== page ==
A Penny for Your Thoughts; Student Research Ideas turn Reality

Published: September 10, 2018

A Penny for Your Thoughts; Student Research Ideas turn Reality

CORPUS CHRISTI, Texas – Eight innovative student research ideas are now getting a kick-start thanks to the first ever Student Research Competition at Texas A&M University-Corpus Christi.

“I am encouraged to continue pursuing science and research because I was a part of this competition and even earned my first award from the University,” said Xin Deng a Texas A&M-Corpus Christi marine biology graduate student. “Thanks to the funding, I can now conduct research that could give insight into the severe health consequences of food deprivation.”

The Division of Research, Commercialization and Outreach (RCO) has supported the development of Island University faculty and staff researchers through a variety of activities including training and professional development to help researchers learn the skills they need to be successful. Recognizing that teaching and research are closely connected, RCO developed the program to enable students to fund their research in conjunction with a faculty mentor.  

“Writing proposals is an important part of many professionals’ lives,” said Dan Riechers, RCO senior research development officer. “This program offers students the chance to experience the reality of doing grant-funded work, learning about the process now can help them make more informed choices about future career paths.”

The eight competition winners were required to create a research plan, proposal, and budget from start to finish. The reward for all this hard work was an $800 check.

The 2018 award recipients are:

  • Xin Deng, for her research proposal titled, “Evaluation of the Function of Serotonin to Rescue Learning Deficits Caused by Food Deprivation in an Invertebrate Model.” Dr. Riccardo Mozzachiodi, associate professor of neuroscience, will be Deng’s faculty mentor for the project.
  • Nicole Elledge, for her research proposal titled, “Assessing the Impact of Stormwater Runoff on the Marine Bacteria Community in Corpus Christi Bay.” Dr. Jeffery Turner, assistant professor of marine biology will be Elledge’s faculty mentor for the project.
  • Adam Hennad, for his research proposal, “Determining Volume of Irregularly-shaped Objects from 3D Visual Scans.” Ruby Mehrubeoglu, professor and program coordinator of engineering, will be Hennad’s faculty mentor for the project.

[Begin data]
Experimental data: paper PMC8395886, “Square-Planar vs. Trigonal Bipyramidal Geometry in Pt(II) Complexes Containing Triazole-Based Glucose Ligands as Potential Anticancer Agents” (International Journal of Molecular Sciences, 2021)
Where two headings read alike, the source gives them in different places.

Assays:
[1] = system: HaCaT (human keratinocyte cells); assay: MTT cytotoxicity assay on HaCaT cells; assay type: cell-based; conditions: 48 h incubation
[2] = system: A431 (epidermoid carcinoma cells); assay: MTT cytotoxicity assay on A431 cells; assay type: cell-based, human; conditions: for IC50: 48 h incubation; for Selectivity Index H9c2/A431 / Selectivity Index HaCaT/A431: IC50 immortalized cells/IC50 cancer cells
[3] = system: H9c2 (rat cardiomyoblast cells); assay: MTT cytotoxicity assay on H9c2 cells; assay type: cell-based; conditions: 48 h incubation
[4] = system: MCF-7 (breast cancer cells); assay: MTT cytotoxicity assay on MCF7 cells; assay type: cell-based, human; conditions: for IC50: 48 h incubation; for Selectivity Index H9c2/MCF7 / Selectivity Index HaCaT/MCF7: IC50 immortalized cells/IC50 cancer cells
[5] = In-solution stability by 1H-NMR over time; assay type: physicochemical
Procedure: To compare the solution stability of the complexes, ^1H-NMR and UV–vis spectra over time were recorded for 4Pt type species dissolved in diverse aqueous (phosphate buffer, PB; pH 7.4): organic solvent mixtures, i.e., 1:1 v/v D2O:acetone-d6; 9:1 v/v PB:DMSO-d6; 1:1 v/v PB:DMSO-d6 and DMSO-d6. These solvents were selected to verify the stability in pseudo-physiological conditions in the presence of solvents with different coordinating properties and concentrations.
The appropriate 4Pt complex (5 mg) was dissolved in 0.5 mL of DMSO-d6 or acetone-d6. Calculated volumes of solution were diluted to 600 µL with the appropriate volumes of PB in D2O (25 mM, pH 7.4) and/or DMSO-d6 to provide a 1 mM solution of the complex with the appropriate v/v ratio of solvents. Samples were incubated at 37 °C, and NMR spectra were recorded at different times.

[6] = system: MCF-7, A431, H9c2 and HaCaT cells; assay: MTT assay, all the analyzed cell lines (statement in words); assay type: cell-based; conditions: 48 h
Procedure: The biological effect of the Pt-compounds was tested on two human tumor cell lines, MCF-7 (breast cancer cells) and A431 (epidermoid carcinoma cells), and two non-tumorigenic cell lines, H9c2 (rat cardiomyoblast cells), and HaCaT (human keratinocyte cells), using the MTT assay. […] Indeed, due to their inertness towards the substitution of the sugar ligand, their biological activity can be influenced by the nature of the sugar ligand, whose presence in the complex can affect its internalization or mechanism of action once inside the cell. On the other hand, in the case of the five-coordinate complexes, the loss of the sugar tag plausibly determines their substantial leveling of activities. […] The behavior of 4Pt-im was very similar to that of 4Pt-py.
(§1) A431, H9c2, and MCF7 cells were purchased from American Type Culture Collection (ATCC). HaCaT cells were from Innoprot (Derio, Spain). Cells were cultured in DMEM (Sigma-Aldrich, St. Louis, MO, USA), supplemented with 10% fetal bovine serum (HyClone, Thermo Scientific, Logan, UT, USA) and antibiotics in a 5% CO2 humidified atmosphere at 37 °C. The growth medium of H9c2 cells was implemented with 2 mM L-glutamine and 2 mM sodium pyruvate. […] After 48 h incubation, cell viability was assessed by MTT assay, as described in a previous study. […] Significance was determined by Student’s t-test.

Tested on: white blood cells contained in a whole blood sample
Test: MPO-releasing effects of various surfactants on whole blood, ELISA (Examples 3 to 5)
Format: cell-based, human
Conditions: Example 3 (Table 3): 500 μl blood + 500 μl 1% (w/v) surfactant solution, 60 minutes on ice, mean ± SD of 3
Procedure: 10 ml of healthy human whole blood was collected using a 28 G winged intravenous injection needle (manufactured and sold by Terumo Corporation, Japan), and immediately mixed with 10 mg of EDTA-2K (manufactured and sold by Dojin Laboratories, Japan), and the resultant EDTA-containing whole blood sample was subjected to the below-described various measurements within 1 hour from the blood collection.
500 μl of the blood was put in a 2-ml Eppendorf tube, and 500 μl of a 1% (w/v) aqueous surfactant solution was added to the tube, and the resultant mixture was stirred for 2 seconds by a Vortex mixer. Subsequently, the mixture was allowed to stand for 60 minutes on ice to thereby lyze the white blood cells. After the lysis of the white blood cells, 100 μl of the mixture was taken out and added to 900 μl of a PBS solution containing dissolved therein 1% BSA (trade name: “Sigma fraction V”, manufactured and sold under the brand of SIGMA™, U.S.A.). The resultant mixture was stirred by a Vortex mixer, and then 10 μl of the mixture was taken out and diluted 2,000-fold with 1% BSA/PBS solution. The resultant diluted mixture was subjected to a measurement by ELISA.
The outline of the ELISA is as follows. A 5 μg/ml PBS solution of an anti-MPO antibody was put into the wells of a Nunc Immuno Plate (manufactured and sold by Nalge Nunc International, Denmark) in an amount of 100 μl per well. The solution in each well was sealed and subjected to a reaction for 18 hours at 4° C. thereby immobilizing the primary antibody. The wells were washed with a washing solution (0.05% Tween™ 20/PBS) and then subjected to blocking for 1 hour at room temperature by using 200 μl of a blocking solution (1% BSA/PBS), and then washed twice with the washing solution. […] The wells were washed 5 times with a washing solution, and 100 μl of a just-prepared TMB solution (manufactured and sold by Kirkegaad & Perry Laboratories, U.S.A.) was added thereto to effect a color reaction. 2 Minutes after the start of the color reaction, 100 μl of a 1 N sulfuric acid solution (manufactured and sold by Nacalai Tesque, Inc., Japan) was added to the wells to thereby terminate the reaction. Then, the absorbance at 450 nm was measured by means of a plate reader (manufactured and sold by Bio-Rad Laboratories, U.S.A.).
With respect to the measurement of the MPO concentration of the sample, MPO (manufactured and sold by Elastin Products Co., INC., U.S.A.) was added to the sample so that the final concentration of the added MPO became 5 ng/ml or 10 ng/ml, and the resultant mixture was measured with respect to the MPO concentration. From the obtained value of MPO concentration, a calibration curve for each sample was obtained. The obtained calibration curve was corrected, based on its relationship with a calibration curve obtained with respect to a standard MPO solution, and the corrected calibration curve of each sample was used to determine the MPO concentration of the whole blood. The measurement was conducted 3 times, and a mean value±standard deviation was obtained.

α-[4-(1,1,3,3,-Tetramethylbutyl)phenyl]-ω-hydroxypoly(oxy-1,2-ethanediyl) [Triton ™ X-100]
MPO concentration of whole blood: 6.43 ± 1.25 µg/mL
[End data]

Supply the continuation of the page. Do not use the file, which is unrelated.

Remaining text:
• Kimberlee Mincey, for her research proposal titled, “An Exploratory Qualitative Inquiry on the Lived Experiences of People who Engage with Pro-Eating Disorder Online Media.” Dr. Michelle Hollenbaugh, assistant professor of counseling and educational psychology will be Mincey’s mentor for the project.
  • Megan Mullis, for her research proposal titled, “Microbial Community Survival in Mariana Forearc Sediments.” Dr. Brandi Kiel Reese, assistant professor of microbial ecology, will be Mullis’ faculty mentor for the project.
  • Jaimu Opoola for his research proposal titled, “The Significance of Sustainability Reporting to the Realization of Sustainable Development Goals.” Don Deis, regent’s professor of accounting, will be Opoola’s faculty mentor for the project.
  • Tri Vo, for his research proposal titled, “Emotion Recognition and Prediction from Physiological Signals to Enhance Human-Computer Interaction Experience.” Dr. Junfei Xie, assistant professor in the Computer Science program, will be Vo’s faculty mentor for the project.
  • Rachel Weisand, for her research proposal titled, “Spatial and Temporal Variability of Microbial Communities within Mangrove Systems.” Dr. Brandi Kiel Reese, assistant professor of microbial ecology, will be Weisand’s faculty mentor for the project. 

Opoola, a business graduate student, applied for the competition with the intent of broadening his horizons and adding perspective to the world of business research. Through his research, he hopes to hold corporations accountable for the effect they have on their surrounding environments. Opoola also plans to share what he has learned through the Student Research Competition and pass that on to his peers.

“I’m thankful for this opportunity to spread my wings,” he said. “I was always interested in sharing knowledge and would tutor my peers while assisting my instructors, so naturally I seized the opportunity to take my learning and assisting my fellow Islanders further.”

RCO plans to continue the Student Research Competition annually in addition to several other internal funding programs. For more information on this and other professional development opportunities, visit research.tamucc.edu.